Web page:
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The Ladies in my Life

His weathered dark hands outstretched towards me.  Cupped. Asking.  I smiled hesitantly.  The veins in his sun drenched legs were protruding, trying to escape this body that was painful to live in.  His face appeared old, but he could have been young.

I have come to be comfortable at her stand. Cluttered but delicious. She knows this.  Her elegant high cheek bones highlighted by her pink blush, always crinkle when I approach.  Her smile is big.  Her teeth are crooked but meant for display.  And her hair is rich and dark and raised with life.  When I eat there she is my protector.  Her big eyes communicate the words I do not  understand.  She is no longer young, but she is beautiful.

I have never seen her be severe.  This man with the escaping veins created an aggressive woman.  I looked over to her as she yelled in his direction. When she noticed from the corner of her eye, she smiled for an instant, as to say, “Don’t worry, I’ll take care of him.”  She did.  She gave the old young man a water bottle and he went on his way, staggering slowly.  He stopped and looked back towards me, his eyes sad.  His mouth unsure of what a smile felt like.

She knows me. I have become her regular.

My student comes towards me.  It is Rock n Roll night.  I am wearing red lipstick, dark eye shadow, and my collar is popped.  My hair, in a bump, adding the final touch to my rock n roll alter ego.  It’s the end of the night.  I have had the confidence that accompanies playing someone completely different than yourself.  She is in casual jeans, flats and a zip up jacket.  Her bob hair cut frames her young, naïve face.  Her features genuine.  I know her well.  She is quiet and self-conscious but when we talk her face lights up.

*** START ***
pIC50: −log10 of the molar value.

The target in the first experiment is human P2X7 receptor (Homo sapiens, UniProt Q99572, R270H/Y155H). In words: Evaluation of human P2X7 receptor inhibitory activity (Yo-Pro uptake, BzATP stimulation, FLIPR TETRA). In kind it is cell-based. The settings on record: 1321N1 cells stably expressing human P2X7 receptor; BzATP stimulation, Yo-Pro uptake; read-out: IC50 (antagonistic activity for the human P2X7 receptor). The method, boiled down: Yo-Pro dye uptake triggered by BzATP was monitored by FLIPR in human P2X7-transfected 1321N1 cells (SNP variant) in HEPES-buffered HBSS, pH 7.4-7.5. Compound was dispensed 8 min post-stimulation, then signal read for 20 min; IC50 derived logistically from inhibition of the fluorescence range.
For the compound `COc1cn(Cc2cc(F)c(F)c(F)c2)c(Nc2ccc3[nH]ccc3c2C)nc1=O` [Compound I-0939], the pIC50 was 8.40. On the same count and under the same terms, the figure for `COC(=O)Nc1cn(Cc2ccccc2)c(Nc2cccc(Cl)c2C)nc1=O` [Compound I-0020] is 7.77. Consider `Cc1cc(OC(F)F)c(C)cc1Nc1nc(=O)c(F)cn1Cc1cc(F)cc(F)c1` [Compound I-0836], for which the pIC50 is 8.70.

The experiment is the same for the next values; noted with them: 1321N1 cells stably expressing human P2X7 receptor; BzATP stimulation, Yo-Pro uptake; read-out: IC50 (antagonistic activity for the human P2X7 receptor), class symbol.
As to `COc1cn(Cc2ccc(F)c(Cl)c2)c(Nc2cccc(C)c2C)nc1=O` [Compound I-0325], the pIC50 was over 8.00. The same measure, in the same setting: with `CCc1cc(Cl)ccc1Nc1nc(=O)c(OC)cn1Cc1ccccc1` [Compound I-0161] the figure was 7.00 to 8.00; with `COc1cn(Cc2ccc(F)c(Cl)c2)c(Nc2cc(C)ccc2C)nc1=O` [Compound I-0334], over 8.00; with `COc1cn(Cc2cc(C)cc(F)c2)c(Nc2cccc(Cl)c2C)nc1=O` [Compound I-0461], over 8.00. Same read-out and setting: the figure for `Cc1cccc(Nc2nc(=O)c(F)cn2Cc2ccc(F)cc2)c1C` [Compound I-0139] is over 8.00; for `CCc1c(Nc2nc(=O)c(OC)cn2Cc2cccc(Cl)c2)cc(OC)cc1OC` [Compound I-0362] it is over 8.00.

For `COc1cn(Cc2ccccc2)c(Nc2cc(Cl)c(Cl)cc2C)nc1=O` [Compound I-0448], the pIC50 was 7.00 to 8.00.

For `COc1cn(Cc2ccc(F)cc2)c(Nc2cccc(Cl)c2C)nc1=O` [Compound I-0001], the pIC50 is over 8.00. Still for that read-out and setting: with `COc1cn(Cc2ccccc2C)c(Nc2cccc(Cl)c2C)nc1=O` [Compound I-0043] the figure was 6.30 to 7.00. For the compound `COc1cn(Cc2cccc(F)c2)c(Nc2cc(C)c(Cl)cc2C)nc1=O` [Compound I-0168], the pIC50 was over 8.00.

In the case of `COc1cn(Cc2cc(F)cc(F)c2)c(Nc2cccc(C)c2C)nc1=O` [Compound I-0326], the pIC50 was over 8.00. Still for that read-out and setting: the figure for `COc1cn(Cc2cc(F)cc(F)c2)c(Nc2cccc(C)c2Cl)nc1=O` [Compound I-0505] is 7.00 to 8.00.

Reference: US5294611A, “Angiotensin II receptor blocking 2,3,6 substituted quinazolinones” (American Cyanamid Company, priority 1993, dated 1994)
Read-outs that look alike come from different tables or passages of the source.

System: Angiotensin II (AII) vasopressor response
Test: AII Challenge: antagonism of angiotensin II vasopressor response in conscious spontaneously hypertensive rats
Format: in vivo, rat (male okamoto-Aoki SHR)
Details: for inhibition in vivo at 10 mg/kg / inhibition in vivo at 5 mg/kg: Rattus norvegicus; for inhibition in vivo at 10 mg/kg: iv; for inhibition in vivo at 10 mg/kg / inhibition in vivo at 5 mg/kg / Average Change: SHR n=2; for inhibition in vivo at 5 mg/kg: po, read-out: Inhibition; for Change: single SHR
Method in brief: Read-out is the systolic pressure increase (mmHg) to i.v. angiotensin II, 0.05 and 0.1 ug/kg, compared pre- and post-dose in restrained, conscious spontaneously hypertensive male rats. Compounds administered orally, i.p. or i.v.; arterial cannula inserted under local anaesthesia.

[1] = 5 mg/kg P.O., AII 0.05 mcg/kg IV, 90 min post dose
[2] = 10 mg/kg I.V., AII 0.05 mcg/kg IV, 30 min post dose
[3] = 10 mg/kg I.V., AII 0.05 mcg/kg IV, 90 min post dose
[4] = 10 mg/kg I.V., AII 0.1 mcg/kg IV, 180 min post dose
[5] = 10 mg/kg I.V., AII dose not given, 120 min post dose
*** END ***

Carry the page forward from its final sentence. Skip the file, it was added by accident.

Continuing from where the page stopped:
“Can I hug you Kru Taylor?”  She asks hesitantly.

“Of course!”

The hug meant something much more than I anticipated.  I pulled away early.  She would not allow it.  I let her take the lead.  We stood there, entangled. She meant it.

She knows me.  I am her teacher. I have become her friend.

“Taylor!” Tiffany yells as I enter the school canteen area. Her dramatic way creates an ease.  She is familiar.  She speaks candidly.  She tells me about the most recent events in her life. The drama. Adultery, stealing, fighting.  Her son in Bangkok. Her daughter moved out.  She is lonely.  I am there.  I am happy to listen. Her life has been lived fully. Her face being taken over by the skin that has betrayed her and gotten lax. Her hair, long, dark and wavy pulled back into a ponytail while she cleans.  Her fingers, big.  They remind me of my grandmother’s.  A farmer’s.  She has a big ring on her left ring finger.  He was American, but passed away.  That is why her English is so fluent.

Today, her greeting is a hit to the head.  I had not seen her over the weekend, breaking my promise.  I deserved it.

She gave me a big, wet kiss on the cheek as I continued on my way.

I know her.  She knows I listen.



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